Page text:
(This is a long one. It explains how I discovered that something I do almost every day to improve my coding is actually a little ritual that has much in common with practice in the martial arts…)
This all starts with RubLog, some blogging software I once wrote. I wanted to experiment how it does searching (but this isn’t an article about searching, or about bit twiddling. Trust me). Because I eventually wanted to use cosine-based comparisons to find similar articles, I build vectors mapping word occurrences to each document in the blog. I basically ended up with a set of 1,200-1,500 bits for each document. To implement a basic ranked search, I needed to be able to perform a bitwise AND between each of these vectors and a vector containing the search terms, and then count the number of one-bits in the result.
I had a spare 45 minutes last night (I took Zachary to his karate lesson, but there was no room in the parent’s viewing area), so I thought I’d play with this. First I tried storing the bit vectors different ways: it turns out (to my surprise) that storing them as an array of fixnums has almost exactly the same speed as storing them as the bits in a bignum. (Also, rather pleasingly, changing between the two representations involves altering just two lines of code). Because it marshals far more compactly, I decided to stick with the bignum.
Then I had fun playing with the bit counting itself. The existing code uses the obvious algorithm:
Just how slow was this? I wrote a simple testbed that generated one hundred 1,000 bit vectors, each with 20 random bits set, and timed the loop. For all 100, it took about .4s.
Then I tried using the ‘divide-and-conquer’ counting algorithm from chapter 5 of Hacker’s Delight (modified to deal with chunking the Bignum into 30-bit words).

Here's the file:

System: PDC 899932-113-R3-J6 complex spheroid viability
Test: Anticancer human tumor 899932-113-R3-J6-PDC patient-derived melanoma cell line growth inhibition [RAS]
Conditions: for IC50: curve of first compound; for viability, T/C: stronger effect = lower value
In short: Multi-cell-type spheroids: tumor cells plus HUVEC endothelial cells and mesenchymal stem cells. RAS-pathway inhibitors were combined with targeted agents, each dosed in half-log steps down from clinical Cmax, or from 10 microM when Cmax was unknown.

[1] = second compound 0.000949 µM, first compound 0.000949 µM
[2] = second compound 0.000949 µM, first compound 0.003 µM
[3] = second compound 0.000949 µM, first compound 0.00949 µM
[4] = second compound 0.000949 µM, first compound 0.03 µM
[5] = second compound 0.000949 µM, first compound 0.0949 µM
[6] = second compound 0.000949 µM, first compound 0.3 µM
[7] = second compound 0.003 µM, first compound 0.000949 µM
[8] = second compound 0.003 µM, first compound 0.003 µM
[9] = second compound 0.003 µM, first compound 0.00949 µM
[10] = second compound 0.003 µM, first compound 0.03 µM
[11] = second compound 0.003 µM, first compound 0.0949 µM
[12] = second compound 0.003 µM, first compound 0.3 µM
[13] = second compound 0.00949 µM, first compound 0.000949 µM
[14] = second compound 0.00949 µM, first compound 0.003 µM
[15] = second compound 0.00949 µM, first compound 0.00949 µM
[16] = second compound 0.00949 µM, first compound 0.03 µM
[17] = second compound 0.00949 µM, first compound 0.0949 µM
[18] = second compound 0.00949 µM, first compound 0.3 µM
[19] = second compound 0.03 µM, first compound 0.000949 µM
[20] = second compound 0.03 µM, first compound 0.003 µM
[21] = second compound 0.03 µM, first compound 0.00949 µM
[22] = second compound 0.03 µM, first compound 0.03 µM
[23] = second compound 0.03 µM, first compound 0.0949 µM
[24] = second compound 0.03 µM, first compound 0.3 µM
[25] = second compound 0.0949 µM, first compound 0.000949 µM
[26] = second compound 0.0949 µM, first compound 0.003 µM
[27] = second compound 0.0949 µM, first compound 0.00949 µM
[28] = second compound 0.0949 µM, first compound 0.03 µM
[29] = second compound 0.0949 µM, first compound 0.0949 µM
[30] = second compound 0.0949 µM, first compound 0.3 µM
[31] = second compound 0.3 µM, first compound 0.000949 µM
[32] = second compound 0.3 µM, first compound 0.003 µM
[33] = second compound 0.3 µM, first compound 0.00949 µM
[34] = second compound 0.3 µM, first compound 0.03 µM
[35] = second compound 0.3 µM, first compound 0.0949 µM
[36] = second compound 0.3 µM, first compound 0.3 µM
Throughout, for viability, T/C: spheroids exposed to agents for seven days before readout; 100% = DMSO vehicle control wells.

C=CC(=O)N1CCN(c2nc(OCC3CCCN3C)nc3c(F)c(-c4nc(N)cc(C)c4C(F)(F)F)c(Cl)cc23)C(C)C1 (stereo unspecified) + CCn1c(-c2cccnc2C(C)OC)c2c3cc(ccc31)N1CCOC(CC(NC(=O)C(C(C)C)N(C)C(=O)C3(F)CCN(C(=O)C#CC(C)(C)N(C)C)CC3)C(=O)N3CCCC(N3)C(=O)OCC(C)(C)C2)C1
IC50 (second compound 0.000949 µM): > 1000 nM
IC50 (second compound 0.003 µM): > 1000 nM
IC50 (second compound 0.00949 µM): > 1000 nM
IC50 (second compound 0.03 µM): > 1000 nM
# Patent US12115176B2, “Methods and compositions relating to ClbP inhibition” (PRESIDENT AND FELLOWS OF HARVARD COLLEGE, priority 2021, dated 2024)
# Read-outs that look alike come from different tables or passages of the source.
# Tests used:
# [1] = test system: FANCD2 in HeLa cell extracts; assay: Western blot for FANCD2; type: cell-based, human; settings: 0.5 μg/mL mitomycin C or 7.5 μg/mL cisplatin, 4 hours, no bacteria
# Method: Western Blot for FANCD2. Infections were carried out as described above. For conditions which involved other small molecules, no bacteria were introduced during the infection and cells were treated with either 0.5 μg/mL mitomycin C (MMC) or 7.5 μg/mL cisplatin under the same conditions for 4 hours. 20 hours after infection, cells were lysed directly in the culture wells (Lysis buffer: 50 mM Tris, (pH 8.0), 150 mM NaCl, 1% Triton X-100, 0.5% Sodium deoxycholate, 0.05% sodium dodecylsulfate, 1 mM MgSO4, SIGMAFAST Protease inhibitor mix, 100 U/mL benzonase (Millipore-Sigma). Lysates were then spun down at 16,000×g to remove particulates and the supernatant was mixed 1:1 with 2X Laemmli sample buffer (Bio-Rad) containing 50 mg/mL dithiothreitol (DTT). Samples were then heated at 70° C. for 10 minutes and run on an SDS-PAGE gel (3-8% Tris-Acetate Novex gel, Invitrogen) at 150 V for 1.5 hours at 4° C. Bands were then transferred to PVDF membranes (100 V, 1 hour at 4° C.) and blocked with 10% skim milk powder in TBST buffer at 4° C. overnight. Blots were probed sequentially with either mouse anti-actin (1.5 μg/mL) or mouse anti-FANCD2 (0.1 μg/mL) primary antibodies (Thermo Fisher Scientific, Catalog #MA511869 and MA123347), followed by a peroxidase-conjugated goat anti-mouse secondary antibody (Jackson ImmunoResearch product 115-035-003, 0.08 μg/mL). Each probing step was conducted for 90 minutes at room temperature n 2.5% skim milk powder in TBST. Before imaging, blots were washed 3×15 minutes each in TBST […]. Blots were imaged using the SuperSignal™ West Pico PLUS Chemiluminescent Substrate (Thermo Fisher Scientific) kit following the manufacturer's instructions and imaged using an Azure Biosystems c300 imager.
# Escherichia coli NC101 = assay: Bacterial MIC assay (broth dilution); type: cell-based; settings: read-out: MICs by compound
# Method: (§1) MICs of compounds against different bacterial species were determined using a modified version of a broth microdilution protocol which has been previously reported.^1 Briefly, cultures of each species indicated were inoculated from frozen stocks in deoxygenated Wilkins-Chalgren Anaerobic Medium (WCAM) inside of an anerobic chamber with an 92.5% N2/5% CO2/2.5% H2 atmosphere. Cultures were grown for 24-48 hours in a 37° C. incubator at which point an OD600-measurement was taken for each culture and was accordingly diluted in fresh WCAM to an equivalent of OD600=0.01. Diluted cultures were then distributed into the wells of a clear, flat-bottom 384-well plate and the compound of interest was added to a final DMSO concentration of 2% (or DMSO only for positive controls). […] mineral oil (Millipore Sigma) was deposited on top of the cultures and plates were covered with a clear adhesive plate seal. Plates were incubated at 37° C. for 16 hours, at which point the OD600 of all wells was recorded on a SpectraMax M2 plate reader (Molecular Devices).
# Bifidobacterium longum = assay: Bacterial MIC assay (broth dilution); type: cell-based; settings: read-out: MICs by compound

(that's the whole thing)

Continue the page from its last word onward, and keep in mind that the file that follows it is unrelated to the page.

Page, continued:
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This ran about 2.5 times faster that the naive algorithm.
Then I realized that when I was comparing a set of search times with just a few words in it, the bit vector would be very sparse. Each chunk in the loop above would be likely to be zero. So I added a test:
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Now I was seven times faster than the original. But my testbed was using vectors containing 20 set bits (out of 1,000). I changed it to generate timings with vectors containing 1, 2, 5, 10, 20, 100, and 900 set bits. This got even better: I was up to a factor of 15 faster with 1 or 2 bits in the vector.
But if I could speed things up this much by eliminating zero chunks in the bit-twiddling algorithm could I do the same in the simple counting algorithm? I tried a third algorithm:
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The inner loop here is the same as for the original count, but I now count the bits in chunks of 30.
This code performs identically to the bit-twiddling code for 1 set bit, and only slightly worse for 2 set bits. However. once the number of bits starts to grow (past about 5 for my given chunk size), the performance starts to tail off. At 100 bits it’s slower than the original naive count.
So for my particular application, I could probably chose either of the chunked counting algorithms. Because the bit twiddling one scales up to larger numbers of bits, and because I’ll need that later on if I ever start doing the cosine-based matching of documents, I went with it.